[rebelmouse-image 27090332 alt="""" original_size="750x988" expand=1]

El Espectador — June 24, 2016

Colombian daily El Espectador featured an AK-47 assault rifle with the headline "Do not recycle" on the paper's front page on Friday. Rebels from the Revolutionary Armed Forces of Colombia, or FARC, signed a historic ceasefire deal with the government in the Latin American nation.

After more than 50 years of conflict that killed about 220,000 people and displaced millions, the guerilla group finally agreed to lay down their arms. Colombian President Juan Manuel Santos and FARC commander Rodrigo "Timochenko" Londono signed an agreement in Cuba on Thursday during a ceremony attended by UN Secretary-General Ban Ki-Moon among other dignitaries.

"Colombia got used to living in conflict. We don't have even the slightest memories of what it means to live in peace," Santos said in Havana. "Today a new chapter opens, one that brings back peace and gives our children the possibility of not reliving history."

Peace negotiations have been ongoing since 2012. Santos said a final treaty could be signed next month.

You've reached your monthly limit of free articles.
To read the full article, please subscribe.
Get unlimited access. Support Worldcrunch's unique mission:
  • Exclusive coverage from the world's top sources, in English for the first time.
  • Stories from the best international journalists.
  • Insights from the widest range of perspectives, languages and countries
Already a subscriber? Log in
Support Worldcrunch
We are grateful for reader support to continue our unique mission of delivering in English the best international journalism, regardless of language or geography. Click here to contribute whatever you can. Merci!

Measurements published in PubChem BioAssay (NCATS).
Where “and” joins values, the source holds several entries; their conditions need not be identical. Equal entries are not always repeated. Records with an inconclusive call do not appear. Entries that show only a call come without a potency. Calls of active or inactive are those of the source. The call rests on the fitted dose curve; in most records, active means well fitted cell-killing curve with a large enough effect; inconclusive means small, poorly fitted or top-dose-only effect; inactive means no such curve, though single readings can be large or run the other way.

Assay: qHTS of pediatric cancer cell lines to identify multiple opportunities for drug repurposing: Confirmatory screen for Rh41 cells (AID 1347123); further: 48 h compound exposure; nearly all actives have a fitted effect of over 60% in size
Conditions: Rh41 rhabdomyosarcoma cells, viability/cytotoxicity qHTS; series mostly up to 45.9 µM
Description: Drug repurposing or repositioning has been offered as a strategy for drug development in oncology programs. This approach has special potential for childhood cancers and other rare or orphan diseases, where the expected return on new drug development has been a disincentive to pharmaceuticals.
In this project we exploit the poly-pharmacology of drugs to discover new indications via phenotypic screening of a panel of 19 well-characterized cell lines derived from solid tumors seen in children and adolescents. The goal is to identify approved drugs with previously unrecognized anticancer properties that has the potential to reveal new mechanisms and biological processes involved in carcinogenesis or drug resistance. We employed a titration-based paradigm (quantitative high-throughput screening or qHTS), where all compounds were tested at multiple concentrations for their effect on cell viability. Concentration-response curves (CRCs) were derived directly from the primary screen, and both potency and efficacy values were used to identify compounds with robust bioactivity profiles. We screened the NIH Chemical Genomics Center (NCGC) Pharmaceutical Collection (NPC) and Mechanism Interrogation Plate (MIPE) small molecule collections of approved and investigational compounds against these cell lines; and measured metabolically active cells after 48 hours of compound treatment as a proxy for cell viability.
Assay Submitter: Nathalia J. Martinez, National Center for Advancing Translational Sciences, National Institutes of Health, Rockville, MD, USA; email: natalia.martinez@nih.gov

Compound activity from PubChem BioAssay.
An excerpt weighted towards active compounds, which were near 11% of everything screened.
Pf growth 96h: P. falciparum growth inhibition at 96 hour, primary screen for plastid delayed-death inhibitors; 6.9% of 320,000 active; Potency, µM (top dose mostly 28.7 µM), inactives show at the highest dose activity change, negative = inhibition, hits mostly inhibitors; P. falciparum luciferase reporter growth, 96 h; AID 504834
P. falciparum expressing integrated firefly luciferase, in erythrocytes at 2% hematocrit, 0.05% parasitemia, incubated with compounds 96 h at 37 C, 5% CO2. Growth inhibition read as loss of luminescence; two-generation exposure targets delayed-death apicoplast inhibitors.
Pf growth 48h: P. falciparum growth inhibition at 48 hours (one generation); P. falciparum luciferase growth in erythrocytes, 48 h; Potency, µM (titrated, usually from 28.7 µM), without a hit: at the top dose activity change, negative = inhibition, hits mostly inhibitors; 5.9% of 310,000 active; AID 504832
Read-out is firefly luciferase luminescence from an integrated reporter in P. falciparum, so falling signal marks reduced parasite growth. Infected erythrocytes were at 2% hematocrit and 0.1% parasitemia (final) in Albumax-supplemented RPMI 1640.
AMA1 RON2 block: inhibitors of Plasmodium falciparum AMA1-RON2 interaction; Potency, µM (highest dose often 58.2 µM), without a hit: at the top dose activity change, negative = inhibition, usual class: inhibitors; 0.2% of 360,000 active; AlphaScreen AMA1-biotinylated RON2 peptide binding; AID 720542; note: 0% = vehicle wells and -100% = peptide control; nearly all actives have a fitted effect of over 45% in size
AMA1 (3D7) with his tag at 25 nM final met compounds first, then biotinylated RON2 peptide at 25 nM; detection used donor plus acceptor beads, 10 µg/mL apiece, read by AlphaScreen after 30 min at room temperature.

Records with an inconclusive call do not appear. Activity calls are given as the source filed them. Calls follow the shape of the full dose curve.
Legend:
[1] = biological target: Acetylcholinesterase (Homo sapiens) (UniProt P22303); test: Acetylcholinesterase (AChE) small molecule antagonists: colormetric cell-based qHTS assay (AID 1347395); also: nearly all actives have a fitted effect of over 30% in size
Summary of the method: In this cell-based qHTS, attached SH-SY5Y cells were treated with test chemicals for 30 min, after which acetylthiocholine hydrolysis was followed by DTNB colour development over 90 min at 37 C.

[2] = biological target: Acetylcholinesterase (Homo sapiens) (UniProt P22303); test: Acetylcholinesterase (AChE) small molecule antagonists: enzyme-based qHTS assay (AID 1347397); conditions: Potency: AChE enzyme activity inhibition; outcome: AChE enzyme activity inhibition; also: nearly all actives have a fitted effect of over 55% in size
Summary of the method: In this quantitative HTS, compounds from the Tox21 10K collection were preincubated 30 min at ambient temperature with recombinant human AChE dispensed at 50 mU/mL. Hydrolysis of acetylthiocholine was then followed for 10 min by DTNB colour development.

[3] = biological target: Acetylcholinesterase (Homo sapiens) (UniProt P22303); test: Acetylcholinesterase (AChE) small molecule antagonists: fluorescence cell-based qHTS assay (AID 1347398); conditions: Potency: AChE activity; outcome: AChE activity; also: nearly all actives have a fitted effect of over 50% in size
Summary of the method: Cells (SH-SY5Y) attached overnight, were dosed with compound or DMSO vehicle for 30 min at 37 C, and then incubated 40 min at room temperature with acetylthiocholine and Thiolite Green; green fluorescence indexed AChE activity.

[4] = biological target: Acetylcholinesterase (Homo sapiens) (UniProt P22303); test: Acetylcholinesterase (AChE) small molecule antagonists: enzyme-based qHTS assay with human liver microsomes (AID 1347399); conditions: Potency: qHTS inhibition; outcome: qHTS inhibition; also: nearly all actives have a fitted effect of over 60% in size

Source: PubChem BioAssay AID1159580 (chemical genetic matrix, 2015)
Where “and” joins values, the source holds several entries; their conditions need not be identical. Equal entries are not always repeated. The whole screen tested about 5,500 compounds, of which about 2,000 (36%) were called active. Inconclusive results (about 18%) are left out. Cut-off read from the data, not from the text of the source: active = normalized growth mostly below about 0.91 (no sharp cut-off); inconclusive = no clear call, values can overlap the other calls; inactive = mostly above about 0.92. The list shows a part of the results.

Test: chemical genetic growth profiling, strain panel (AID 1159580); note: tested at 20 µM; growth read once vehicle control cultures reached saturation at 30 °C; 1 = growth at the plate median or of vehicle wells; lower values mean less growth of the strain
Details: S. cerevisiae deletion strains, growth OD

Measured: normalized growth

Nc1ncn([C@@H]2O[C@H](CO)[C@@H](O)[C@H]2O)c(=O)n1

Geopolitics

Taliban And Iran: The Impossible Alliance May Already Be Crumbling

After the Sunni fundamentalist Taliban rulers retook control of Afghanistan, there were initial, friendly signals exchanged with Iran's Shia regime. But a recent border skirmish recalls tensions from the 1990s, when Iran massed troops on the Afghan frontier.

Taliban troops during a military operation in Kandahar

The clashes reported this week from the border between Iran and Afghanistan were perhaps inevitable.

There are so far scant details on what triggered the flare up on Wednesday between Iranian border forces and Taliban fighters, near the district of Hirmand in Iran's Sistan-Baluchestan province. Still, footage posted on social media indicated the exchange of fire was fairly intense, with troops on both sides using both light and heavy weaponry.

Keep reading... Show less
Support Worldcrunch
We are grateful for reader support to continue our unique mission of delivering in English the best international journalism, regardless of language or geography. Click here to contribute whatever you can. Merci!
You've reached your monthly limit of free articles.
To read the full article, please subscribe.
Get unlimited access. Support Worldcrunch's unique mission:
  • Exclusive coverage from the world's top sources, in English for the first time.
  • Stories from the best international journalists.
  • Insights from the widest range of perspectives, languages and countries
Already a subscriber? Log in
THE LATEST
FOCUS
TRENDING TOPICS
MOST READ